The passenger aircraft was eventually escorted by the jets to Stuttgart airport where it made an emergency landing.
The Boeing aircraft was travelling from Seoul to Zurich and remained grounded overnight as engineers inspected it for technical issues. On Sunday it was revealed that the plane's radio transmitter did indeed have a fault.
The 211 travelers on board the Korean Air flight stayed in the airport overnight due to a late-night flight curfew, blocking outbound flights after 11 p.m. On Sunday, they took the final leg of their journey to Zurich by bus, a drive that usually takes around two hours.
The live air flight tracker Flightradar24 highlighted the enormous U-turn the Korean Air flight performed to land in Stuttgart.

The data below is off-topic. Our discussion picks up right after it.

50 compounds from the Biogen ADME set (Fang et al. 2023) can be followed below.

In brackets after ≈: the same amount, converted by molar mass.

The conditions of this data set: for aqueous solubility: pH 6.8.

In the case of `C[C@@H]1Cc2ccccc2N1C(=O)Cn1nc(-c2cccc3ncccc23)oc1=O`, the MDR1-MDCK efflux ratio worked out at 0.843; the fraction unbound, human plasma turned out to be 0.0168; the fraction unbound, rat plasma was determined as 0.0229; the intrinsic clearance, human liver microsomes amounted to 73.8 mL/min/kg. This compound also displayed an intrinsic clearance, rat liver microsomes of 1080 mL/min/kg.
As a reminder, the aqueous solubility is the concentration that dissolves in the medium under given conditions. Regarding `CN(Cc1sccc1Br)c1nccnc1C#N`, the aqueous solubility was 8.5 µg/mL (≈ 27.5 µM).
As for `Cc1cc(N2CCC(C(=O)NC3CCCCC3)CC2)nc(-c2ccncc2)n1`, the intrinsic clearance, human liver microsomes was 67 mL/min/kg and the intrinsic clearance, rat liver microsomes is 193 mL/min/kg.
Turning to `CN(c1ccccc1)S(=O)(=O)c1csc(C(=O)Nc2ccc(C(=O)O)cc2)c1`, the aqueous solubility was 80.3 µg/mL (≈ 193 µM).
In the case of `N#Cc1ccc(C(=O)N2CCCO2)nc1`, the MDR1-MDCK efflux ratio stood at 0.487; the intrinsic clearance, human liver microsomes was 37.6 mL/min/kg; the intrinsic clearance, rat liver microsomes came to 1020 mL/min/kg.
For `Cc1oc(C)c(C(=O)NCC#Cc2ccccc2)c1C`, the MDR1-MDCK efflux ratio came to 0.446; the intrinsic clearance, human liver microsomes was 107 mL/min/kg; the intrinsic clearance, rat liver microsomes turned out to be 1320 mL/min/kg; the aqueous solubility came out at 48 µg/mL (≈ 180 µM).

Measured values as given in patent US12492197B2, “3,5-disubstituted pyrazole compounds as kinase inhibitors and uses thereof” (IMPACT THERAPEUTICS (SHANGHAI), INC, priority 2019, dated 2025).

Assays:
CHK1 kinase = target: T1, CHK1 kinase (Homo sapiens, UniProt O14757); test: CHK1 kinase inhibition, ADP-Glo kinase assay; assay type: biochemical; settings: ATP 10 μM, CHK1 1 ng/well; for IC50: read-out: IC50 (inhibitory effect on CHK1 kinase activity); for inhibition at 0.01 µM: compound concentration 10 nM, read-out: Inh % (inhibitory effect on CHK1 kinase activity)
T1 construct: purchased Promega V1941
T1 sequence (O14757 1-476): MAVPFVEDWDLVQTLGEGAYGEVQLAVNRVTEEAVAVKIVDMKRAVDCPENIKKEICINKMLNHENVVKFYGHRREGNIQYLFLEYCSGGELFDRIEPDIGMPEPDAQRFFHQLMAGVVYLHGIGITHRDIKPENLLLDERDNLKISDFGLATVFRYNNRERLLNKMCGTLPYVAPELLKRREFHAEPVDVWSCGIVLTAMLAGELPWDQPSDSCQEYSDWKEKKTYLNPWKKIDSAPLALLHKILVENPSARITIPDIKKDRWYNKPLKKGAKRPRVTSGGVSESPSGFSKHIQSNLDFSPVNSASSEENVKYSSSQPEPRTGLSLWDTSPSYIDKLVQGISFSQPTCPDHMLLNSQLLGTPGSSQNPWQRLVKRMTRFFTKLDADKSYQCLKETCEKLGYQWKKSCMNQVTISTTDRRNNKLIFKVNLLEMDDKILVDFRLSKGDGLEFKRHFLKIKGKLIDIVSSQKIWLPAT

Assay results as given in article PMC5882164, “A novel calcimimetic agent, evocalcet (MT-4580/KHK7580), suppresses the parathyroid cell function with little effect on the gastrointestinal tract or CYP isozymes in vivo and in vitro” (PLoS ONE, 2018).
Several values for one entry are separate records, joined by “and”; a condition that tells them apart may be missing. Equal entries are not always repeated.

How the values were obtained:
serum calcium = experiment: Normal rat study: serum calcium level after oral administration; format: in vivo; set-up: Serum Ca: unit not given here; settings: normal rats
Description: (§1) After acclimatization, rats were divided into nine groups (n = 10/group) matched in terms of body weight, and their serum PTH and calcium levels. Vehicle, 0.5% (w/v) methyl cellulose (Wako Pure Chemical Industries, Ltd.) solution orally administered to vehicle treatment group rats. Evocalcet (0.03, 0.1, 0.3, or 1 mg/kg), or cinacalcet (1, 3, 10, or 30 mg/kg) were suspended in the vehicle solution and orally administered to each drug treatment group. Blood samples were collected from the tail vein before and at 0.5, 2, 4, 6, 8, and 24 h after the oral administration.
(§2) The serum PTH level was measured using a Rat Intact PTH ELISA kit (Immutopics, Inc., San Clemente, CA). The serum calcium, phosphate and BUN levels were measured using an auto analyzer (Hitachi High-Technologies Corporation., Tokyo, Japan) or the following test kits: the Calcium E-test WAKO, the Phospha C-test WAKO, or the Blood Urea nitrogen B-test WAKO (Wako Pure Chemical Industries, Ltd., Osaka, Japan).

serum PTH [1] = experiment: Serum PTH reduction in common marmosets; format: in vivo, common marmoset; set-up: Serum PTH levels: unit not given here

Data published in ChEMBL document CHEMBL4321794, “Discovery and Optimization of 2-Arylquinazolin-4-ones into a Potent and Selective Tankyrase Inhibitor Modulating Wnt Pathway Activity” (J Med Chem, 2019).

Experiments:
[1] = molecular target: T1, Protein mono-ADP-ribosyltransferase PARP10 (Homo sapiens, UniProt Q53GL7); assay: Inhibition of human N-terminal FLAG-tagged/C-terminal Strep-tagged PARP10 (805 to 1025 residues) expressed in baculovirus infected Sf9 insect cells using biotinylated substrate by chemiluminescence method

It was the second such incident in as many days. On Friday, two Bundeswehr jets followed an Egyptian passenger plane from Hurghada, which had lost contact with air traffic control over the border region between the German states of Hesse and Bavaria. Fortunately, it was not required to make an emergency landing after it eventually regained radio contact. It landed soon after at its destination in the German city of Münster.
A spokesman for the German air force said the most likely reason for the airliner losing contact was that the pilot had simply input the wrong radio frequency.
Jet deployment causes a scare on the ground
In both instances, the Bundeswehr jets reportedly took off so quickly that the sonic roar could be heard over a radius of around 100 kilometers (62 miles), frightening locals and prompting them to think the worst.
On Saturday, police in the city of Reutlingen, some 40 kilometers from Stuttgart, said they had received 250 reports of an explosion. Police in northern Bavaria said they had received similar emergency calls on Friday.David Martin (with dpa, AFP)